What causes jaw pain?

Jaw pain is a symptom of a variety of different diseases, disorders and conditions. If you experience pain on one or both sides of your head in front of your ears, you may have temporomandibular joint disorder (TMD). TMD is characterized by pain, tenderness, and trouble opening your mouth. TMD can be caused by behaviors, such as teeth grinding, improperly aligned teeth or bite, and age-related wear and tear on the joint and the disc that cushions the joint. More serious conditions that lead to jaw and joint pain include rheumatoid arthritis and neuralgia.

Disorders of the joint and soft tissues that cause jaw pain

Jaw pain is a sign of inflammatory, infectious, and autoimmune processes including:

  • Age-related wear and tear on the jaw joint and surrounding tissues

  • Jaw alignment disorder

  • Jaw dislocation or fracture

  • Osteoarthritis

  • Osteomyelitis (bone infection)

  • Osteonecrosis of the jaw, or ONJ (loss of blood supply to an area of the jaw bone, usually occurring in people taking bisphosphonate medications for osteoporosis)

  • Rheumatoid arthritis

  • Sinusitis

  • Teeth grinding

  • Temporomandibular joint disorder

  • Tetanus

Dental conditions that causes of jaw pain

Jaw pain is a sign of various dental and endodontic conditions including:

  • Dry socket (complication of tooth extraction)

  • Impacted tooth

  • Tooth abscess

  • Tooth decay

Other causes of jaw pain

  • Headache

  • Thyroiditis (inflammation of the thyroid gland)

  • Trigeminal neuralgia (pain from the nerve responsible for sensations on your face)

Life-threatening causes of jaw pain

In some cases, jaw pain may be a symptom of a serious or life-threatening condition including:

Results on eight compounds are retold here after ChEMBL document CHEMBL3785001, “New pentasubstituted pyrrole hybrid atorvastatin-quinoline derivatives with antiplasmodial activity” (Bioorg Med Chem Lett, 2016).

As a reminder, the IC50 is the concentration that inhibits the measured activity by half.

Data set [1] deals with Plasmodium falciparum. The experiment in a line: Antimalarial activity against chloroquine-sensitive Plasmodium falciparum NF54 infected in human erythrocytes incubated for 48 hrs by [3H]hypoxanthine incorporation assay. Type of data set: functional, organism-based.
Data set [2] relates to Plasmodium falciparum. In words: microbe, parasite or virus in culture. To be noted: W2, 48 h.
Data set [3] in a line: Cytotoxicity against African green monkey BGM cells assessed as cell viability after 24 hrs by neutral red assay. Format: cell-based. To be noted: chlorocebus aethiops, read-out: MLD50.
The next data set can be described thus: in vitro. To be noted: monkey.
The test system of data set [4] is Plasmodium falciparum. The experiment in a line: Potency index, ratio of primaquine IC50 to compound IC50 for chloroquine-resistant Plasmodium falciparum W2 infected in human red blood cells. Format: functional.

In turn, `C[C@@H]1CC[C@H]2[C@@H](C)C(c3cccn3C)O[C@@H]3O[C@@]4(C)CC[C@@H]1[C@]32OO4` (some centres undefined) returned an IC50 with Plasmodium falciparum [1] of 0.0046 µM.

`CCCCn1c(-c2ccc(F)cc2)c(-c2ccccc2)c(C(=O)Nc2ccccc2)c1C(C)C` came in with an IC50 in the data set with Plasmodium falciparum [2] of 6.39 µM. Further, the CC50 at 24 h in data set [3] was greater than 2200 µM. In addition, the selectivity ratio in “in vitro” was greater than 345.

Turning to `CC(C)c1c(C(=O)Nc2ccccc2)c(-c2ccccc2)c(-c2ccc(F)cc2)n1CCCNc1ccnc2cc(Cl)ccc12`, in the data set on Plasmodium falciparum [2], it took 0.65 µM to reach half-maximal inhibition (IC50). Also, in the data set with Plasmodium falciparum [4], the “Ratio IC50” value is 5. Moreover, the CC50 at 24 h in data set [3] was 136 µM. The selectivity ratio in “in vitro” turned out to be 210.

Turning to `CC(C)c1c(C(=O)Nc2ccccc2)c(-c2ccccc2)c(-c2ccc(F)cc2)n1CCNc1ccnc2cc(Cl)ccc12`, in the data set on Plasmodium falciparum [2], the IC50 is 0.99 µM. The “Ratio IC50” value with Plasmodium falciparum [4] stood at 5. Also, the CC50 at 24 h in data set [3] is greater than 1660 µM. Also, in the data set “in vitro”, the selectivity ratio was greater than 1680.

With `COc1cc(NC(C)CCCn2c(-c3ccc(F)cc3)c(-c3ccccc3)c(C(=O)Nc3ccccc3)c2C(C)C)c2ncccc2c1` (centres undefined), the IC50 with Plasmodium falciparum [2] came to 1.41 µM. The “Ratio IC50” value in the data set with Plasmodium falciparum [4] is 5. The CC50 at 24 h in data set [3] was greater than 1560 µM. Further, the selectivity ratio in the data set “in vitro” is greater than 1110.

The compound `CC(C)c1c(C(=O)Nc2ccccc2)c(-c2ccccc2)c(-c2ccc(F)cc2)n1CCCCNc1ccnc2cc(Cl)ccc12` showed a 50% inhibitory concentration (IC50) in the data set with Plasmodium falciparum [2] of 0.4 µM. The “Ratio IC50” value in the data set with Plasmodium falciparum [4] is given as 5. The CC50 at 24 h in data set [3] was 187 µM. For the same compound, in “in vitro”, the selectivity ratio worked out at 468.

• Heart attack

  • Oral cancer

Questions for diagnosing the cause of jaw pain

To diagnose the underlying cause of jaw pain, your doctor or licensed health care practitioner will ask you several questions related to your symptoms. You can best help your health care practitioner in diagnosing the underlying cause of jaw pain by providing complete answers to these questions:

  • When did the pain start?

  • Did the pain develop suddenly or slowly? Is it constant or intermittent?

  • Does the pain occur with any particular activity, such as eating or yawning?

  • What other symptoms are you having?

Provide your full medical history, including all medical conditions, surgeries and treatments, family history, and a complete list of the medications and dietary supplements that you take.

What are the potential complications of jaw pain?

Complications of jaw pain vary depending on the underlying cause. Jaw pain due to a problem with the joint itself can lead to permanent damage to the joint and surrounding tissues, necessitating jaw repair surgery and possibly jaw replacement.

Over time, jaw pain can lead to serious complications including:

  • Jaw replacement

  • Poor nutrition and vitamin deficiencies due to difficulty eating


What is jaw pain?

Jaw pain is any kind of pain or discomfort in the jaw area, which includes the lower jaw (mandible, often referred to as the jaw bone), temporomandibular joint (TMJ or jaw joint), and surrounding soft tissues. The temporomandibular joint connects the lower jaw to the temporal bone of the skull and is responsible for bringing the lower and upper jaws together. It is one of the most frequently us... Read more about jaw painintroduction


What other symptoms might occur with jaw pain?

Jaw pain may be accompanied by other symptoms, depending on the underlying disease, disorder or condition. Body systems that are seemingly unrelated to the jaw area can also be affected. For example, you may have a fever if the jaw pain is due to an infection or inflammatory process.

Symptoms tha... Read more about jaw painsymptoms

Medical Reviewer: Cynthia Haines, MD Last Annual Review Date: Aug 2, 2013 Copyright: © Copyright 2014 Health Grades, Inc. All rights reserved. May not be reproduced or reprinted without permission from Health Grades, Inc. Use of this information is governed by the HealthGrades User Agreement.

This Article is Filed Under: Mouth, Teeth and Oral Health, Heart Attack, Angina, Sinusitis